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Saturday, June 23, 2012

Chrysanthemum Nail Experiment

Every so often I'll run across an item in a store that reminds me I've barely scratched the surface on the cake decorating phenomenon. I stupidly thought I knew everything there was to know about flower nails, and then I ran across this bizarre specimen…
 …a hollow dome with a #3 on it (no brand stamped in the metal, nothing). After doing some research, I found out this peculiar looking tool is made by Ateco and is known as a "chrysanthemum nail." In the Ateco catalog, it's listed as 903 (there's also a 906; I'm assuming that one is larger, if the standard numbering convention is any indication).
 I haven't been successful in finding photos of it in action, but I'm guessing that if it's used to pipe chrysanthemums, this tip will be the right one to reach for. It's an Ateco #80, which I used a few months ago when I piped chrysanthemums.
 The point of using a chrysanthemum nail is to skip over the step of piping a base; the dome IS the base. When the flower is dry, it gets popped off the base, which has been greased with a thin layer of Crisco. The upside is you save a bunch of icing and have a flower that is a lot lighter, the downside is you can only pipe one at a time. Other items needed are stiff consistency royal icing, a dusting pouch filled with a 50/50 mix of cornstarch and powdered sugar to touch your fingertip to if you need to nudge any questionable-looking petals into place, and a Styrofoam block to rest the nail in.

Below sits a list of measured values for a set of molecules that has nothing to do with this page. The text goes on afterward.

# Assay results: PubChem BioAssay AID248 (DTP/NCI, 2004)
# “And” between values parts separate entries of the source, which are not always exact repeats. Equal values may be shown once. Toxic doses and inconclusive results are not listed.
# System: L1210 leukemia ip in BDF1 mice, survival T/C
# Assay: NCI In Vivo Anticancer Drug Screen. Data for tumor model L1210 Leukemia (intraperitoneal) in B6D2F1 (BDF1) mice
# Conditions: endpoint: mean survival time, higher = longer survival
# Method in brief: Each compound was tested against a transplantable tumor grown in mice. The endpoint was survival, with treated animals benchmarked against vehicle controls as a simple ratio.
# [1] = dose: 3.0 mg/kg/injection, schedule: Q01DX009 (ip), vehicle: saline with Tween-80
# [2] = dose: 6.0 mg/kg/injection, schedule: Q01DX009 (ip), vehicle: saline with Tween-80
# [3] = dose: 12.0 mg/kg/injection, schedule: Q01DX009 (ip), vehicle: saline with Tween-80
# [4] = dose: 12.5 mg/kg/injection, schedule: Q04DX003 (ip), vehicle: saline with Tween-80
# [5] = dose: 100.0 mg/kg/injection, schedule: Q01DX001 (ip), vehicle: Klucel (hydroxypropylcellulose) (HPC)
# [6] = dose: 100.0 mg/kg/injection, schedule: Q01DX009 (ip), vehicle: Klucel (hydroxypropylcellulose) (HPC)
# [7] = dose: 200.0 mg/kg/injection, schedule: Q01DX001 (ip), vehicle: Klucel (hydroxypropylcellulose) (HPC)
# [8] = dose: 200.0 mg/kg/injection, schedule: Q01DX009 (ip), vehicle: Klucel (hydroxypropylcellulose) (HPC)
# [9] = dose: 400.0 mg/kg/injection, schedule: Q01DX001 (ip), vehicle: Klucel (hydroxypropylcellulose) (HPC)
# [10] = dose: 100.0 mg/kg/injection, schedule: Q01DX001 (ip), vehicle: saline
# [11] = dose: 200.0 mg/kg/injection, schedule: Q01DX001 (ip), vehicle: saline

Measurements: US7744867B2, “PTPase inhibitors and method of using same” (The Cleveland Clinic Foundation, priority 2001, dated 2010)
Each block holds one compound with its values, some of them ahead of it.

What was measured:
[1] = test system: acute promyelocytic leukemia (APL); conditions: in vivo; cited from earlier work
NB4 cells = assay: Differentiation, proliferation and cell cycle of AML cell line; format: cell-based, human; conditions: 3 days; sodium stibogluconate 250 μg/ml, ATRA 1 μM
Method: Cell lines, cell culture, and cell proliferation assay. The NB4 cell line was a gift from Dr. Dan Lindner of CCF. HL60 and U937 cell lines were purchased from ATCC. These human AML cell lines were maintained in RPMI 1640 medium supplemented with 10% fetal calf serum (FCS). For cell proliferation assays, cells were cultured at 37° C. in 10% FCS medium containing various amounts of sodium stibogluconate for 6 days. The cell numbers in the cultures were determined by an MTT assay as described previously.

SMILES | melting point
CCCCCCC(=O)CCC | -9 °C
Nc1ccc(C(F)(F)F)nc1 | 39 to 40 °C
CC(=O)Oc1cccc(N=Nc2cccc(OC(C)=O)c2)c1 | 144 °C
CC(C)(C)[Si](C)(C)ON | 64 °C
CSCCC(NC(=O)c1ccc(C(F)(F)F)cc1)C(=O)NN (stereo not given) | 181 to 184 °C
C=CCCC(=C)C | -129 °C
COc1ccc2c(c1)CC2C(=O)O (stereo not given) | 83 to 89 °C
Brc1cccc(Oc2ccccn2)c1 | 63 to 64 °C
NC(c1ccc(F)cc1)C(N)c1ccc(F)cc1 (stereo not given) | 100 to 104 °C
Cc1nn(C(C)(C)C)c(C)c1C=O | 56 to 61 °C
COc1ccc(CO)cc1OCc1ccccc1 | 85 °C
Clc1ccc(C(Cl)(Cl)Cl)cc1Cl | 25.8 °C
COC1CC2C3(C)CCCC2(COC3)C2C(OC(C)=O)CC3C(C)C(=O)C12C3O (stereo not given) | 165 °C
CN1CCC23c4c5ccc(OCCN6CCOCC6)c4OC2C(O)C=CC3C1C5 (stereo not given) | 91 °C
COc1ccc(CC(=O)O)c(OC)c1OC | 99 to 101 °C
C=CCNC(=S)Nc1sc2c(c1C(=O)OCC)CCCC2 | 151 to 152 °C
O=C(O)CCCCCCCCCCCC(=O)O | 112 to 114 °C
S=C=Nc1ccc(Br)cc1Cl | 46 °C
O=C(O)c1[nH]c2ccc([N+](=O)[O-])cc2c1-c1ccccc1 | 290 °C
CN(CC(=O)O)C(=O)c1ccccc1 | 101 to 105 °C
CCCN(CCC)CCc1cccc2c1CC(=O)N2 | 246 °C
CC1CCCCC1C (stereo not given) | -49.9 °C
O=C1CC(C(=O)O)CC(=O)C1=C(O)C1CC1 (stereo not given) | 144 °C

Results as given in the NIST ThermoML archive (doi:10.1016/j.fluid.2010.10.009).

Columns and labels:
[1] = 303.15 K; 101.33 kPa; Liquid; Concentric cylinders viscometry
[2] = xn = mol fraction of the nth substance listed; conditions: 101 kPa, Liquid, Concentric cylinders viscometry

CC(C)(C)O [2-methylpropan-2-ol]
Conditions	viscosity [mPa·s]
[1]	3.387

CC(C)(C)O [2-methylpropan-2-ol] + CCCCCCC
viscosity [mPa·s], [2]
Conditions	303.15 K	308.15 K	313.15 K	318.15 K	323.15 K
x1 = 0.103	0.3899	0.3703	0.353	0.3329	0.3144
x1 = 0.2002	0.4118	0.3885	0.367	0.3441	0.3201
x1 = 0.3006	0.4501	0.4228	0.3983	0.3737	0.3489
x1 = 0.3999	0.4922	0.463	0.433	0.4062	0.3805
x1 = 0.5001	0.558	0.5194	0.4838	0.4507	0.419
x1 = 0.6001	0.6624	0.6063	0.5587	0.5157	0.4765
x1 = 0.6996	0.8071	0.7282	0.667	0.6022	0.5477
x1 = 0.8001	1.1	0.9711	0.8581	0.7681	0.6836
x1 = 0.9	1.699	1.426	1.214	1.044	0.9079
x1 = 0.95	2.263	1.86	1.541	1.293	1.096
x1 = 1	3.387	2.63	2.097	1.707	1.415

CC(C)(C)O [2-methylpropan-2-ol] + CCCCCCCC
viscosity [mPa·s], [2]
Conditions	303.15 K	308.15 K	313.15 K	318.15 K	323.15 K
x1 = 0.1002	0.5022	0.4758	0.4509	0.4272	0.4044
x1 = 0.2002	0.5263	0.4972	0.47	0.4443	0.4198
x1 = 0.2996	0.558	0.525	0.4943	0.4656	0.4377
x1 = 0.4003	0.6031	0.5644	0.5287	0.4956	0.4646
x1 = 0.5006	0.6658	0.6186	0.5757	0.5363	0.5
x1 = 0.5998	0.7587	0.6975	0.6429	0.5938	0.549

After you've greased the nail lightly with Crisco, pipe the first three stand-up petals. I go a bit more into detail about angle, petal placement, etc. in the original chrysanthemum post.
 Add more petals until the chrysanthemum is the size you want; you could cover the whole nail. It annoys me that I can see the nail through those fluted petals, but it might give the flower a pretty, lacy look if you can see through it to the cake and leaves beneath. Alternately, you could pipe the petals in a much denser pattern.
Set the nail in the Styrofoam until the mum is dry (I gave it five hours; I would recommend overnight). It should pop right off if you gently press your fingertips against opposite sides of the mum while giving the nail a very small twist. If there's any hesitation, it's not ready to come off. I must say, I like the end result, but I definitely prefer piping mums on a standard flower nail.

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